Amanda has lived with a binge eating disorder for more than 30 years but is currently struggling to get the support she needs. Binge eating disorder (BED) is a serious mental illness where people experience a loss of control and eat large quantities of food on a regular basis.
BEAT, the eating disorder charity, says that, ‘…far from being enjoyable, binges are very distressing. Sufferers find it difficult to stop during a binge even if they want to, and some people with binge eating disorder have described feeling disconnected from what they’re doing during a binge, or even struggling to remember what they’ve eaten afterwards.’
It is as serious as any other eating disorder and it’s important that people with it get treatment as quickly as possible.
‘I use my binge eating as a way to cope with feeling anxious’, explained Amanda. ‘At first, I didn’t know that I had an eating disorder. It actually started when I was 16, but it wasn’t until my late 20s that someone said it was an eating disorder.’
The problem Amanda faces in getting help is that she doesn’t purge, so isn’t ill enough for support from eating disorder services.
‘If you don’t make yourself sick, then you don’t meet the criteria’, Amanda told us.
Amanda has had psychological support in the past and found this helped her to manage her condition. However, this was 12 years ago, before the birth of her son. Since then, Amanda says that she has, ‘slipped back into my old ways’.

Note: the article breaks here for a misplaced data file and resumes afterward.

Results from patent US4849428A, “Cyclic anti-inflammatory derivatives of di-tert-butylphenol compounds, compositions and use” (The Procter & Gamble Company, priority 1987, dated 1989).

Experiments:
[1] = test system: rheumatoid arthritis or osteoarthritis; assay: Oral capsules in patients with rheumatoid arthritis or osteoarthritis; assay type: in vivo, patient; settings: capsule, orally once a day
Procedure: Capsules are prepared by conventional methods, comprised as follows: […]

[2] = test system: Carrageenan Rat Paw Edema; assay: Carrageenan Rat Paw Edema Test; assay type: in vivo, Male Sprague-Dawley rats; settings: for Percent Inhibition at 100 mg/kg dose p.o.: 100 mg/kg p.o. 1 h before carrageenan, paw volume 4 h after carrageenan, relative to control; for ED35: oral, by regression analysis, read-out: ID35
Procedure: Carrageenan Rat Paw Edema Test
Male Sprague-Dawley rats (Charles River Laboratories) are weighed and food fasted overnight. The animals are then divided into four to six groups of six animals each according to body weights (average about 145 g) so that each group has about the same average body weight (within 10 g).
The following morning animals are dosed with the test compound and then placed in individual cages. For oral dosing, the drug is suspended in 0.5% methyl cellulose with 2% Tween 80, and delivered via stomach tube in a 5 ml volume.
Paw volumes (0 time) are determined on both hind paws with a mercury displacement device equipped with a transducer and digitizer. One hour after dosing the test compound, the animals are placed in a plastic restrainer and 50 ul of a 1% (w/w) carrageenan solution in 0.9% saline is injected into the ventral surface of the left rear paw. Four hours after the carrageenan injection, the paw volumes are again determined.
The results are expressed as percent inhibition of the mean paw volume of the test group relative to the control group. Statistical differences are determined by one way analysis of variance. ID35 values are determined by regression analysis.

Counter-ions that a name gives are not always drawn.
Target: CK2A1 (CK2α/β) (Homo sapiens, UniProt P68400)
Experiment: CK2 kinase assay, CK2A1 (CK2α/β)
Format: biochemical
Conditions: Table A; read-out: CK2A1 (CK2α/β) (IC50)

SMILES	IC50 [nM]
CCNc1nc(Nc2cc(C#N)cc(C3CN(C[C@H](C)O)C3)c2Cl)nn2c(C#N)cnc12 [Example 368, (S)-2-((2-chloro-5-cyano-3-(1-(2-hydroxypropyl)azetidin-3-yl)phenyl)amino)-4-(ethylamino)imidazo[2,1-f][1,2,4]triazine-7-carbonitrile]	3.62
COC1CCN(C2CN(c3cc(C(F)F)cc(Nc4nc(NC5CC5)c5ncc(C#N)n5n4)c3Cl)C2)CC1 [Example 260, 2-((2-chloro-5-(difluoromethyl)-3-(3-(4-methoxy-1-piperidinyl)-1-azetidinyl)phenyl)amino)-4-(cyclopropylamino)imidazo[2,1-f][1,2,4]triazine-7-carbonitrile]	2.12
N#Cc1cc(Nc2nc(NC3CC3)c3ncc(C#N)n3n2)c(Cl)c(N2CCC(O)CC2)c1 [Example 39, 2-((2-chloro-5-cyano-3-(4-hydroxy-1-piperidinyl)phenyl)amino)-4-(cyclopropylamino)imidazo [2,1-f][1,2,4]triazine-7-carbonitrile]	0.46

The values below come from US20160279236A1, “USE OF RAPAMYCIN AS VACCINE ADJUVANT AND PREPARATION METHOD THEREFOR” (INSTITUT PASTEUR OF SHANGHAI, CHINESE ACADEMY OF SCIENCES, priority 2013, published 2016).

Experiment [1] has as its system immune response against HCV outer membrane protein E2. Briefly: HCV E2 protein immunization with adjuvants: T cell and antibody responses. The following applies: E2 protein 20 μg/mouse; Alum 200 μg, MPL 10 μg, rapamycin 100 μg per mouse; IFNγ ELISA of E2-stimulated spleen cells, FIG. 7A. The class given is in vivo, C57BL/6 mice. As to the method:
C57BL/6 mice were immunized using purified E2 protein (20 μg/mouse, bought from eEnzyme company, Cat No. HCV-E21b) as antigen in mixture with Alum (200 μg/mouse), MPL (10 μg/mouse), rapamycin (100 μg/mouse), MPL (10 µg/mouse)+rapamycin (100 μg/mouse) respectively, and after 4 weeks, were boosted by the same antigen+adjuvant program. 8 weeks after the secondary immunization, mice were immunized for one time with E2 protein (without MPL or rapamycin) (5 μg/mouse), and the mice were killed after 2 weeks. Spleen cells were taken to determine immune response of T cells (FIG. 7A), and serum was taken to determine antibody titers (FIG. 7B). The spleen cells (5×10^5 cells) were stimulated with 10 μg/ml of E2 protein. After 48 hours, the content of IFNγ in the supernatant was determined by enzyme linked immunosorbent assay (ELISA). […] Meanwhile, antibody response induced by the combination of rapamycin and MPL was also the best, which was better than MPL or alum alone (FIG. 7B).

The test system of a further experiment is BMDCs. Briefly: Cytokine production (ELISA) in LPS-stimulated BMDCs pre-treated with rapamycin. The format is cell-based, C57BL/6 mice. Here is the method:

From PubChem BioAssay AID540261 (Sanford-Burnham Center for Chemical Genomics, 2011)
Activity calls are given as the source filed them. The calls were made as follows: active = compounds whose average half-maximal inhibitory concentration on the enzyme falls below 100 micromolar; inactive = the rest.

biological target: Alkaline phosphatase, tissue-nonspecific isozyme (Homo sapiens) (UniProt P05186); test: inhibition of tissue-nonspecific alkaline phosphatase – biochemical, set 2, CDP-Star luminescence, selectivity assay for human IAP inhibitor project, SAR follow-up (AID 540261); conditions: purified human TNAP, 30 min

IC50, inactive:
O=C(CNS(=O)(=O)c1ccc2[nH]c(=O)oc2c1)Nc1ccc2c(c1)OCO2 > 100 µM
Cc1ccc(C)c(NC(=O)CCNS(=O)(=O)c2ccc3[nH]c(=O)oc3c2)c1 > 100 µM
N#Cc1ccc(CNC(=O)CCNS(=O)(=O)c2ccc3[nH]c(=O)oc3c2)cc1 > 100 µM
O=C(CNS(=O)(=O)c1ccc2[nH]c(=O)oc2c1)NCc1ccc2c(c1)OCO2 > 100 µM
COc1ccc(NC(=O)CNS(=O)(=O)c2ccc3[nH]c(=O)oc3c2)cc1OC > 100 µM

‘It’s affecting my health as I’ve got high blood pressure, I am nearly 20 stone and I’ve had to have my gall bladder out.
My GP says that I am not poorly enough for one service but too poorly for another.
They sent me to a dietician, but I kind of know what I should be eating. It isn’t addressing my mental health issues.
I do worry about my heart. I am finding cannot get up the stairs very well now.
I know anorexia is often seen as more severe, but a binge eating disorder kills you slowly over time.
I used to work and I wanted to have a career, but it has robbed me of my future.’
What our Healthwatch is doing
Eating disorders are complex mental illnesses and anyone, no matter what their age, gender, or background, can develop one. They can be devastating in their impact on individuals and their families.
However, as Amanda’s story shows, it can often take a long time for someone to realise that they have an eating disorder and to ask for help.
We are calling for a rethink in how eating disorder services are provided, including putting in place more support for people at an earlier stage in their illness.
Sandie Smith, our Chief Executive, said,
'There are two different services; there are services for young people and there are services for adults. We think that it would work better if this was all one service.
A lot of eating disorders happen at the exact time when you change from children’s services to adults’ services, so there’s a lot of disruption to your care at a time when you really need it.
Some people are having trouble getting treatment, because the threshold for getting into an eating disorder service is actually quite high.
We feel that there needs to be more in the community to help people at a much earlier stage.’
How you can help improve services
We are talking to Cambridgeshire and Peterborough Clinical Group and the organisations who provide eating disorder services, about our worries.
If you have a recent experience of these or any other mental health support service, please do share it with us. We can pass it onto the people who make decisions about these services in a way that doesn’t identify you. It will help them understand what care is like for you.
You can tell us your story online or contact our friendly team:
Call 0330 355 1285
0752 0635 176 - text only